Monday, 30 October 2017

Open Country Wednesday

Plaintive Cuckoo - rufous morph

Decided to head to Long Valley Wednesday morning to look for some Buntings, reports of more Yellow-breasted Buntings as well as a few other species returning certainly was an attraction. Turns out my visit coincided with HKBWS's bird ringing, their main target was obviously the increasingly rare Yellow-breasted Buntings. I was just in time to witness the first one hitting the net, they caught two that morning. Setting a mist net up at the paddies sure will get you some 'bycatches', including this Oriental Reed Warbler.

Yellow-breasted Bunting successfully netted

Oriental Reed Warbler - the unfortunate 'bycatch'

Outside the mist nets I saw quite a few Yellow-breasted Buntings, a few allowed quite good views while perched on a tree next to the paddies. This species is under a lot of pressure from trapping in China, where they are seen as a delicacy in some places. They are currently an endangered species but could be uplisted to critically endangered in the near future. The demand for these small birds had only grown with people earning more money, being able to pay high prices for these small birds. It is ridiculous to think that to present day eating wildlife is still a huge problem which threatens the very existence of a species, you would think humans had learnt from past mistakes from species like the Passenger Pigeons or Great Auks...I only managed a few Chestnut-eared Buntings as well as Little Buntings, although the later did not allow any close views.

Yellow-breasted Bunting - female

Chestnut-eared Bunting

Other then Buntings, there were a few Eurasian Skylarks around, they are uncommon migrants that passes through every year. Dusky Warblers were now everywhere.

Eurasian Skylark

Dusky Warbler

Kenneth Lam and two his friends joined me mid morning, although things slowed down slightly. A pair of rufous morph Plaintive Cuckoos were around, allowing quite good views. They were extremely conspicuous and quite confiding, although I have found the general behaviour of this species may vary between individuals. One of the better bird was a Japanese Sparrowhawk which drifted past, it never came towards us for a better view though. We were greeted by a confiding Black Drongo as we exited Long Valley towards Ho Sheung Heung, it reminded me of the one I rescued not long ago, I wonder how that one is doing.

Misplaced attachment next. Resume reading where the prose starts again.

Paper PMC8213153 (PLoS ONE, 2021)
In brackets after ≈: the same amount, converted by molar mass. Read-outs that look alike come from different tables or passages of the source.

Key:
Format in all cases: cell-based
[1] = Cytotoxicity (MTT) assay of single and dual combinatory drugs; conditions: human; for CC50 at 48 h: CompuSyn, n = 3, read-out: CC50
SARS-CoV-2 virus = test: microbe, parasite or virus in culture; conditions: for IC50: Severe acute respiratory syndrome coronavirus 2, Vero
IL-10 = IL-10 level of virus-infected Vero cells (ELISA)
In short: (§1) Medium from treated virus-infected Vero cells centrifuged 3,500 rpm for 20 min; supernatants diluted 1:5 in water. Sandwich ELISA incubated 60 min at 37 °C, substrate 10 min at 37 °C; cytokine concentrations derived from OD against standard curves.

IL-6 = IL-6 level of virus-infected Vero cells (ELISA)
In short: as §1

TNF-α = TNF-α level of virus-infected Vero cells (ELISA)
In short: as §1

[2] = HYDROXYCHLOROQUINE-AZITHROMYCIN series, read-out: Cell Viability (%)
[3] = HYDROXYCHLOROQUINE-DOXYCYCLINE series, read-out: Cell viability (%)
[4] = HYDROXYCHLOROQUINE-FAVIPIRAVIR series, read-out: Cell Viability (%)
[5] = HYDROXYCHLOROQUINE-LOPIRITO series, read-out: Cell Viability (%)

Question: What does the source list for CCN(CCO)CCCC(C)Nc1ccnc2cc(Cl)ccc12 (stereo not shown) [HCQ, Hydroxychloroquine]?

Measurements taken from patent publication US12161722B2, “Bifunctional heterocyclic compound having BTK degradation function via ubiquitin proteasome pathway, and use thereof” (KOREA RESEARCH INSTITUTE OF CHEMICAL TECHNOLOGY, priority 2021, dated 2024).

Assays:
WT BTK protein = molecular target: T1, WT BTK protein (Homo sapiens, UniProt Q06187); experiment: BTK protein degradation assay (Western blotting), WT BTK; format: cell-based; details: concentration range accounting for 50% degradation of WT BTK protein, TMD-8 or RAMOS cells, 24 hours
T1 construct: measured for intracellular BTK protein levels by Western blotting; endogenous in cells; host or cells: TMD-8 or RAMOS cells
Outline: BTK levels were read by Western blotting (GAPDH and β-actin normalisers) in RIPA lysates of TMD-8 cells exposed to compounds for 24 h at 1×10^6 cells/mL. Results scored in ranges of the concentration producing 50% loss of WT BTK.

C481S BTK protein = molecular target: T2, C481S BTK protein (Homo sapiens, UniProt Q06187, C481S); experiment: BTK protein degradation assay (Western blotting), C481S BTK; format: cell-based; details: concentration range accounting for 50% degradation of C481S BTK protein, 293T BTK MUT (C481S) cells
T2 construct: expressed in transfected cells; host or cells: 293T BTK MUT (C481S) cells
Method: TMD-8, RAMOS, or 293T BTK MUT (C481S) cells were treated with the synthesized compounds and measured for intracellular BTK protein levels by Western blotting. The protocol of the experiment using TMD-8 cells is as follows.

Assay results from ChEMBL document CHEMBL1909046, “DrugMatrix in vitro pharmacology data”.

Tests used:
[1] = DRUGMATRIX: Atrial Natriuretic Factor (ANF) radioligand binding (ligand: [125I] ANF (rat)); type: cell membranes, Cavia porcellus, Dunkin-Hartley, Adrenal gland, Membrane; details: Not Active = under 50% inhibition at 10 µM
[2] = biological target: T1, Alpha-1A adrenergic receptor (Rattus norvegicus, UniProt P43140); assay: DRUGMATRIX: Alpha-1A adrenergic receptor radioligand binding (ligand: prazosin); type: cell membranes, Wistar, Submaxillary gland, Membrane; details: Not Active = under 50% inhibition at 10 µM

Plaintive Cuckoo - rufous morph

Japanese Sparrowhawk

Black Drongo

After lunch, Kenneth and I decided to head into San Tin to look for the Daurian Starling that Captain saw the day before. We got to the supposed location and waited, although there weren't that many Starlings around, but sitting on the ledge of the car boot revealed to be quite effective, as we continued to add different species onto our day list. A lot of Whiskered Terns drifted past us, feeding along the fish ponds.

Whiskered Tern

We started scanning the sky for Amur Falcons as Kenneth had yet to get them on his Hong Kong list, and falcons we got! Although the first was a Kestrel which gave us a scare, but it was going the wrong direction, and the shape was completely wrong once you get a better look. We also got a Eurasian Hobby, it was drifting quite high up but the lack of darker secondaries and primaries ruled out Amur. Finally, a proper Amur Falcon drifted past, although quite distant we could pick out all the diagnostic details. We counted a few more Amur Falcons after this.

Eurasian Kestrel

Eurasian Hobby

Amur Falcon

Starlings started appearing much later, we had over a hundred, both on the wire and on a fruiting tree near by, we kept scanning for any Daurian Starlings, but all we had were Silky Starlings, White-shouldered Starlings, White-cheeked Starlings and Black-collared Starlings. Suddenly, Kenneth spotted a bird in flight and asked what that was, I managed to pick it up with my bins and recognised it as a Lark, although it felt wrong for a Eurasian Skylark which I only saw in the morning. Kenneth was quick enough to get a few shots off and we examined the photo and quickly suspected it for rarer species of Larks. After some consultation with other birders, we came to a conclusion that this was a Mongolian Lark. Problem with these Lark species is that they are such popular cage birds in Hong Kong, that although there had been Mongolian Larks recorded in the past, all of them had been rejected...The general reaction for this bird was also the same. The final decision shall be made by the record committee, although one thing that birding had taught me is to expect anything and everything. It's difficult to proof it as a wild bird, but actually it's equally difficult to proof that it's not, I think only the bird knows whether it came to Hong Kong unassisted.

Starlings...but no Daurian!

Mongolian Lark (photo by Kenneth Lam)

Finally, a pair of Red Turtle Dove which allowed quite good views as we exit San Tin to round up the day nicely.

Red Turtle Dove - male (above) & female (below)


  1. To think that humans will ever learn from past mistakes, Matt, is a vain hope indeed.

    1. Indeed, but I guess all we naturalists can do is to try and promote and educate the importance of these species to as many as we can...